The City of Rochester was slammed yesterday by a New York Supreme Court justice for demanding in-person hearings in police brutality cases. And the order was so wide-sweeping that it extended well beyond the police cases at issue to all matters that the City’s Law Department was defending.
The issue arose out of summer protests surrounding the death of George Floyd, as well as Daniel Prude, a Black 41-year-old who died last March 23rd after being physically bound by Rochester police officers. The police department then engaged in brutal crackdowns against the protesters.
Over 100 people filed Notices of Claim against the police department, a required precursor in New York to bringing suit against a municipality. The City, in turn, then gets an opportunity for a hearing where it takes testimony from the claimant. Such hearings, colloquially known as 50-h hearings after the authorizing statute, are akin to a deposition.
But the City of Rochester’s Law Department demanded that each claimant appear in person for those 50-h hearings, rather than doing them virtually by teleconference. As regular readers know, judges in New York from the outset of the pandemic have forced lawyers to take testimony virtually, refusing to allow matters to be stalled until the pandemic was over. Administrative orders from the courts have since followed.
There was no apparent justification for demanding hearings this way.
Notwithstanding these pandemic related changes, hearings had been attempted in an unrelated hearing effort to move the matters. But during one, Municipal Attorney John Campolieto was unwilling, or incapable, of wearing a mask properly, according to the suit that was filed, and it was held in a small room. Campolieto subsequently tested positive for COVID.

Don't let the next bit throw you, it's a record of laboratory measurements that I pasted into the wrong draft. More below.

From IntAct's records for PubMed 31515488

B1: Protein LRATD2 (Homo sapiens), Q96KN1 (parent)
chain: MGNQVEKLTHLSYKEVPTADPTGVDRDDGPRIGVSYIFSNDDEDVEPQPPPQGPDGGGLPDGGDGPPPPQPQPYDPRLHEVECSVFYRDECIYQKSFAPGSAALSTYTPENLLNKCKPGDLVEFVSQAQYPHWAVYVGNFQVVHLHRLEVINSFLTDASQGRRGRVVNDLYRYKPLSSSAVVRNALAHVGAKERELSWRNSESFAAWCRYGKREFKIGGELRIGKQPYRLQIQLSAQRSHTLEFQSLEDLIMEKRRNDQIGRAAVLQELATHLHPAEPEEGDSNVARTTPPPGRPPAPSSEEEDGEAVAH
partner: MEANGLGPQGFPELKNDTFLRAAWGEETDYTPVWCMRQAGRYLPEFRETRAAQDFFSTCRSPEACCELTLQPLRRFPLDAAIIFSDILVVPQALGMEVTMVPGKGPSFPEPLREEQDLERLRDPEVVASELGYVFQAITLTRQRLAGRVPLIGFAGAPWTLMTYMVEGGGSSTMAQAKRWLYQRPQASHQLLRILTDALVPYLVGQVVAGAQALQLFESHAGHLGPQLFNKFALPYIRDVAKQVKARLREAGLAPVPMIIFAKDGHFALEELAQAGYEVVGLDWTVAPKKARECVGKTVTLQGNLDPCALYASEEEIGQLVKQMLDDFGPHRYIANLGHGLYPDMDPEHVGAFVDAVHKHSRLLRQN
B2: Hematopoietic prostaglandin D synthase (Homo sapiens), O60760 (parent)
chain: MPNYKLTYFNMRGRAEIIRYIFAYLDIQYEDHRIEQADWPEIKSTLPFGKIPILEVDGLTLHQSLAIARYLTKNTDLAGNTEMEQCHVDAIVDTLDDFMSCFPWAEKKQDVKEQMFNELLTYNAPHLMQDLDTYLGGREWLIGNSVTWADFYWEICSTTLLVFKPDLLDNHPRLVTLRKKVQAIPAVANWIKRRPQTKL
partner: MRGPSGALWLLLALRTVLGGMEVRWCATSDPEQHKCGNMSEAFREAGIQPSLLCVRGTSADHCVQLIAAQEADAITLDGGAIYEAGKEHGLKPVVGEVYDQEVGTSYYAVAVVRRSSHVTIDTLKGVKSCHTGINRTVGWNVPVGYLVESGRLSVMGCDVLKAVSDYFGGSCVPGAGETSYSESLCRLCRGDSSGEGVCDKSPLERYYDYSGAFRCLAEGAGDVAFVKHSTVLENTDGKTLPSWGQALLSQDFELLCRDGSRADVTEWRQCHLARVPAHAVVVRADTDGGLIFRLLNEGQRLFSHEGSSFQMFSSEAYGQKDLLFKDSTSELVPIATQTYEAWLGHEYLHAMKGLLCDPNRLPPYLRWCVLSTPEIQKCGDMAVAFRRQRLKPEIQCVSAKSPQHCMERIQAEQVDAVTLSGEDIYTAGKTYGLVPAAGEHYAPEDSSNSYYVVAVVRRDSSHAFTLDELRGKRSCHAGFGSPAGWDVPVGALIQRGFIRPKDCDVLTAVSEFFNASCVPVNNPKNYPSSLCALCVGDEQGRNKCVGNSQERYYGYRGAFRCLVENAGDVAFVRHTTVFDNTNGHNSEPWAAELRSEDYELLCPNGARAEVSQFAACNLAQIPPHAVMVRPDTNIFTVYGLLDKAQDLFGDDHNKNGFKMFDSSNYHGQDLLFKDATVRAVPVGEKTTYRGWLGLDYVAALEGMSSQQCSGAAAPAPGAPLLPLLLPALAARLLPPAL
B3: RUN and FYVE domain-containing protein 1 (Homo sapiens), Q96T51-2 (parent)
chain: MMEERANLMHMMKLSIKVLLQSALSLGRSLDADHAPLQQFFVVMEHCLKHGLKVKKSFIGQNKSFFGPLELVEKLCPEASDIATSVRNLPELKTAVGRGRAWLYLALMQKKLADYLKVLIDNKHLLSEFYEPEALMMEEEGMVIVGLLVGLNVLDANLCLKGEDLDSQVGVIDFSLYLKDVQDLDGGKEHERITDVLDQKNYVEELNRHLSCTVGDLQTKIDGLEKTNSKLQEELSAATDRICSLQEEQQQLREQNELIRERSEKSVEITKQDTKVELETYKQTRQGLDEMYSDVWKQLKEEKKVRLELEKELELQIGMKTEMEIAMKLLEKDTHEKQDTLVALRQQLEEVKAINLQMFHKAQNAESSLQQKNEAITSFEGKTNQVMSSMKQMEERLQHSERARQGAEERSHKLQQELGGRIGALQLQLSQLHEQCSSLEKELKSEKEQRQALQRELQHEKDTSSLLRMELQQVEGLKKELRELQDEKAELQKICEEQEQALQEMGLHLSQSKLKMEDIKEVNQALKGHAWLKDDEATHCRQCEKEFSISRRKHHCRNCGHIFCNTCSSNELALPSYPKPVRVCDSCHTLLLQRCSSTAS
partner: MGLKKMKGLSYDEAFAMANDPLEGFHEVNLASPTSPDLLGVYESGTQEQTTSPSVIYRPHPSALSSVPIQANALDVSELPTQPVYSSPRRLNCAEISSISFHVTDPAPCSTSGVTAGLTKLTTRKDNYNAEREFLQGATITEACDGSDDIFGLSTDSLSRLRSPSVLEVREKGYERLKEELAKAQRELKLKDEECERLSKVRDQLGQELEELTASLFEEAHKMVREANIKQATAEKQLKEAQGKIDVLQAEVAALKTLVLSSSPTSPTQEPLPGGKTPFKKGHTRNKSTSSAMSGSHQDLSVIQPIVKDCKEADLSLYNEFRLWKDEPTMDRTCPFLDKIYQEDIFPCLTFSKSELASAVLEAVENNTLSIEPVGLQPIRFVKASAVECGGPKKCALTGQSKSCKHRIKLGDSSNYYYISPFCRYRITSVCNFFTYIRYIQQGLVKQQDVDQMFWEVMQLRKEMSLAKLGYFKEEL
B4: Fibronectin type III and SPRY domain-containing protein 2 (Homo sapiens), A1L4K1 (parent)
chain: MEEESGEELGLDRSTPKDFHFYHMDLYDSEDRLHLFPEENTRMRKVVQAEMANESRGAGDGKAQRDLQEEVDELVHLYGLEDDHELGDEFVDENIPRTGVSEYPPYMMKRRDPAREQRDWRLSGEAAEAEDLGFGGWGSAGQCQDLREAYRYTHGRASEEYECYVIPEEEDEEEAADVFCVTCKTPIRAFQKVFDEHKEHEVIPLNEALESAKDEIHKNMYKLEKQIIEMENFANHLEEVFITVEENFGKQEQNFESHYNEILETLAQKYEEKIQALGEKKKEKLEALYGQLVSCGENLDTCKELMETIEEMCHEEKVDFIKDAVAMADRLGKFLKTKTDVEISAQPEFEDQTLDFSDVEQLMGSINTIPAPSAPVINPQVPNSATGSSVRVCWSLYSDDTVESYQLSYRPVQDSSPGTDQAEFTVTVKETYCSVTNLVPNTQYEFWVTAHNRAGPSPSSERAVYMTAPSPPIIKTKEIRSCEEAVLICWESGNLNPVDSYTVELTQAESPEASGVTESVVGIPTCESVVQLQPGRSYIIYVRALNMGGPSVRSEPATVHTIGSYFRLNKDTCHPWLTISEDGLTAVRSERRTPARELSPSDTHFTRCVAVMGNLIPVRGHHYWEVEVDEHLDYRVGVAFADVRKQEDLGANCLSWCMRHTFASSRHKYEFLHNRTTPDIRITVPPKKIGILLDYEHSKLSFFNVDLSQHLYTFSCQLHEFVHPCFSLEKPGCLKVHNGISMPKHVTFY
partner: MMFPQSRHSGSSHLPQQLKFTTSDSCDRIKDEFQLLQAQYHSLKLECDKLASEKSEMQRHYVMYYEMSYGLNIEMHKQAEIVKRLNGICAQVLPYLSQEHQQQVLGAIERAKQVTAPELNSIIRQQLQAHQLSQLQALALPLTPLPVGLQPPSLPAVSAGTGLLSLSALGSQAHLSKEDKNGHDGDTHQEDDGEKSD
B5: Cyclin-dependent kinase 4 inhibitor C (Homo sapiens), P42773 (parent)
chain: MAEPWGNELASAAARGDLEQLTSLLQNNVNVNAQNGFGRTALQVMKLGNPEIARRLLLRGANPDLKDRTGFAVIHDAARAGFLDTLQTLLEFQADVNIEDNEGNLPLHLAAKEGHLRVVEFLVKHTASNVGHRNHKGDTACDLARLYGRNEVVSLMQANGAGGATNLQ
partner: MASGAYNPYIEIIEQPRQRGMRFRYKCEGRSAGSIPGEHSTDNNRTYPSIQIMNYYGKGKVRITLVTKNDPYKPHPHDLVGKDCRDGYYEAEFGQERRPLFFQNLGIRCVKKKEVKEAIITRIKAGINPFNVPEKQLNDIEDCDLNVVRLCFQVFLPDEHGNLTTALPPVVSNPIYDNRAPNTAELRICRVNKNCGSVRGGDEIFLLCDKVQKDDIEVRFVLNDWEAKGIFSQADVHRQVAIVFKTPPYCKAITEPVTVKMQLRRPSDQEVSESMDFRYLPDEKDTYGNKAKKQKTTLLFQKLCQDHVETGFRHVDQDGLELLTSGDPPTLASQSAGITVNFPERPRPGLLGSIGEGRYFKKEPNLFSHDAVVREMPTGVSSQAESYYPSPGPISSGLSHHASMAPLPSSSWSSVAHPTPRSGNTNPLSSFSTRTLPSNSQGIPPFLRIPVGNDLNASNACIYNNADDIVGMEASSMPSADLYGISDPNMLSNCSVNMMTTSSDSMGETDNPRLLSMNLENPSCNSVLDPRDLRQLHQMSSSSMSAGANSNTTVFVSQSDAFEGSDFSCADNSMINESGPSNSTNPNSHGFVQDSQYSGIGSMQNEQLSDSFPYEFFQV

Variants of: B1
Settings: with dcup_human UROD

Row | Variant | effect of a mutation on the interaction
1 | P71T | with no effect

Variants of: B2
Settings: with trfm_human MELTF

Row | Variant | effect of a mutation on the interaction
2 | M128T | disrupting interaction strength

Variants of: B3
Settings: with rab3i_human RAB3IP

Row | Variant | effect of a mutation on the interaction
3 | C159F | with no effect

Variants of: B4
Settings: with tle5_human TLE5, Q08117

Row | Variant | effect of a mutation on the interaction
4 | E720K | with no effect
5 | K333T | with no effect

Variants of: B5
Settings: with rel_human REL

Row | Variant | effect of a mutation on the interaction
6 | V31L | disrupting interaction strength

The action was brought by the New York City firm of Roth & Roth, which filed 115 claims regarding abuse by the police related to the protests, and was noticed for numerous in-person hearings. (As per my conversation with partner David Roth.) The well-being of their attorneys were likewise at risk in being forced to in-person hearings. This included Roth & Roth associate Elliot Shields, a Rochester native who maintains connections with the City, who had appeared at earlier hearings and depositions with Campolieto.
Bringing suit in their own name against the head of the Law Department, the firm asserted that demanding in-person hearings during an uncontrolled pandemic was “designed to gain a strategic advantage.” And it was being done despite the fact that the City’s Law Department had just had a COVID outbreak.
Justice Ann Marie Taddedo agreed, and wrote in a decision that the City’s conduct was “arbitrary and capricious” in demanding in-person hearings. But Justice Taddedo went well beyond the confines of this case.
The order was exceptionally wide, encompassing not only these police brutality lawsuits, but all 50-h pre-suit hearings by the City, regardless of whether they are related to these police brutality claims or not.
And still worse yet for the Law Department, an apparently furious judge made the order so broad it encompasses all depositions in all cases for which the City of Rochester is a party.
This decision stays in effect until the emergency declared due to the pandemic is lifted.
The Law Department of the City of Rochester has, in my opinion, really screwed the pooch and done an extraordinary disservice to the citizens of Rochester. With this decision, every judge that comes across the City in litigation in any case will severely question the basis of any request they make, far more so than they might ordinarily. I don’t know what kind of reputation Rochester’s City attorneys had before, but it is most surely in the crapper now.
Whoever made this dangerous and bone-headed decision should be fired.
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